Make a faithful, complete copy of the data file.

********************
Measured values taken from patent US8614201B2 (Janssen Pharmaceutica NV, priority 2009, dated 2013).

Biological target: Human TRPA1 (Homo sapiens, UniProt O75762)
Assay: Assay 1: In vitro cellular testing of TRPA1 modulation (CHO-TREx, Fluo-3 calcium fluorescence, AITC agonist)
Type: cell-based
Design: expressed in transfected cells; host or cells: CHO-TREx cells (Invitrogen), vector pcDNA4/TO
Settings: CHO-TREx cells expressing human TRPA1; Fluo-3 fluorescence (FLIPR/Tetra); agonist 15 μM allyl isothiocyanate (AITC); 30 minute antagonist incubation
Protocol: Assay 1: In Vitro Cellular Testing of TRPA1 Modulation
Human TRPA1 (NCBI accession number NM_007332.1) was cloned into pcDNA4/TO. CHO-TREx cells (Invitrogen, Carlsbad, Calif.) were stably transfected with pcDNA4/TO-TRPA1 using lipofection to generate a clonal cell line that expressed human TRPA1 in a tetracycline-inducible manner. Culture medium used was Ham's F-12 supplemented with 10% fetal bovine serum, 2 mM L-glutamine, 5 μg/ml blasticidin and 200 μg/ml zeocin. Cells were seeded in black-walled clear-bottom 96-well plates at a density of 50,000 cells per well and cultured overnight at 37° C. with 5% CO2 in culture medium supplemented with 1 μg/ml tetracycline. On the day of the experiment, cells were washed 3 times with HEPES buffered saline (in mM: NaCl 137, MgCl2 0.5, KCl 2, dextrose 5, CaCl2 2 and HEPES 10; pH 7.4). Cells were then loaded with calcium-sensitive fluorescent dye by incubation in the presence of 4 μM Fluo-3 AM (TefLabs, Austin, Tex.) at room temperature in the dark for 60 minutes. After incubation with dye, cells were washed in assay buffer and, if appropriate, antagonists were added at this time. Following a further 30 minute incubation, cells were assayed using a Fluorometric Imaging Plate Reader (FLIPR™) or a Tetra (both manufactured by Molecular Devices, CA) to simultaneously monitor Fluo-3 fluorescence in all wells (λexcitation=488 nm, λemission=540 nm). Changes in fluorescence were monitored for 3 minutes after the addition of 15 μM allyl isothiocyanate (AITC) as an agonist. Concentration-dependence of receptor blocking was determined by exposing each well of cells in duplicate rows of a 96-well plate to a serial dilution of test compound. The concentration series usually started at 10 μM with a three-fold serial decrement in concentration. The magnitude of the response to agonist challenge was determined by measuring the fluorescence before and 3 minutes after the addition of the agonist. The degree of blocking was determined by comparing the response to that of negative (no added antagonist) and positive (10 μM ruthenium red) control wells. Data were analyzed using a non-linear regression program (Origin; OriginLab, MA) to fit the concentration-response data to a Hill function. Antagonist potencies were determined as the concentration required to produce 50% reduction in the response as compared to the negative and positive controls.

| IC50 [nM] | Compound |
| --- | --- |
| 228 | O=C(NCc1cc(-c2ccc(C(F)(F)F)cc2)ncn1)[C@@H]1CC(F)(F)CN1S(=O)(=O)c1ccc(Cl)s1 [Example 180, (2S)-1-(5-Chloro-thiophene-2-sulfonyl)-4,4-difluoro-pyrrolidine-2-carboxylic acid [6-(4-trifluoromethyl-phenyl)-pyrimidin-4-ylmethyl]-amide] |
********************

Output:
Measured values taken from patent US8614201B2 (Janssen Pharmaceutica NV, priority 2009, dated 2013).

Biological target: Human TRPA1 (Homo sapiens, UniProt O75762)
Assay: Assay 1: In vitro cellular testing of TRPA1 modulation (CHO-TREx, Fluo-3 calcium fluorescence, AITC agonist)
Type: cell-based
Design: expressed in transfected cells; host or cells: CHO-TREx cells (Invitrogen), vector pcDNA4/TO
Settings: CHO-TREx cells expressing human TRPA1; Fluo-3 fluorescence (FLIPR/Tetra); agonist 15 μM allyl isothiocyanate (AITC); 30 minute antagonist incubation
Protocol: Assay 1: In Vitro Cellular Testing of TRPA1 Modulation
Human TRPA1 (NCBI accession number NM_007332.1) was cloned into pcDNA4/TO. CHO-TREx cells (Invitrogen, Carlsbad, Calif.) were stably transfected with pcDNA4/TO-TRPA1 using lipofection to generate a clonal cell line that expressed human TRPA1 in a tetracycline-inducible manner. Culture medium used was Ham's F-12 supplemented with 10% fetal bovine serum, 2 mM L-glutamine, 5 μg/ml blasticidin and 200 μg/ml zeocin. Cells were seeded in black-walled clear-bottom 96-well plates at a density of 50,000 cells per well and cultured overnight at 37° C. with 5% CO2 in culture medium supplemented with 1 μg/ml tetracycline. On the day of the experiment, cells were washed 3 times with HEPES buffered saline (in mM: NaCl 137, MgCl2 0.5, KCl 2, dextrose 5, CaCl2 2 and HEPES 10; pH 7.4). Cells were then loaded with calcium-sensitive fluorescent dye by incubation in the presence of 4 μM Fluo-3 AM (TefLabs, Austin, Tex.) at room temperature in the dark for 60 minutes. After incubation with dye, cells were washed in assay buffer and, if appropriate, antagonists were added at this time. Following a further 30 minute incubation, cells were assayed using a Fluorometric Imaging Plate Reader (FLIPR™) or a Tetra (both manufactured by Molecular Devices, CA) to simultaneously monitor Fluo-3 fluorescence in all wells (λexcitation=488 nm, λemission=540 nm). Changes in fluorescence were monitored for 3 minutes after the addition of 15 μM allyl isothiocyanate (AITC) as an agonist. Concentration-dependence of receptor blocking was determined by exposing each well of cells in duplicate rows of a 96-well plate to a serial dilution of test compound. The concentration series usually started at 10 μM with a three-fold serial decrement in concentration. The magnitude of the response to agonist challenge was determined by measuring the fluorescence before and 3 minutes after the addition of the agonist. The degree of blocking was determined by comparing the response to that of negative (no added antagonist) and positive (10 μM ruthenium red) control wells. Data were analyzed using a non-linear regression program (Origin; OriginLab, MA) to fit the concentration-response data to a Hill function. Antagonist potencies were determined as the concentration required to produce 50% reduction in the response as compared to the negative and positive controls.

| IC50 [nM] | Compound |
| --- | --- |
| 228 | O=C(NCc1cc(-c2ccc(C(F)(F)F)cc2)ncn1)[C@@H]1CC(F)(F)CN1S(=O)(=O)c1ccc(Cl)s1 [Example 180, (2S)-1-(5-Chloro-thiophene-2-sulfonyl)-4,4-difluoro-pyrrolidine-2-carboxylic acid [6-(4-trifluoromethyl-phenyl)-pyrimidin-4-ylmethyl]-amide] |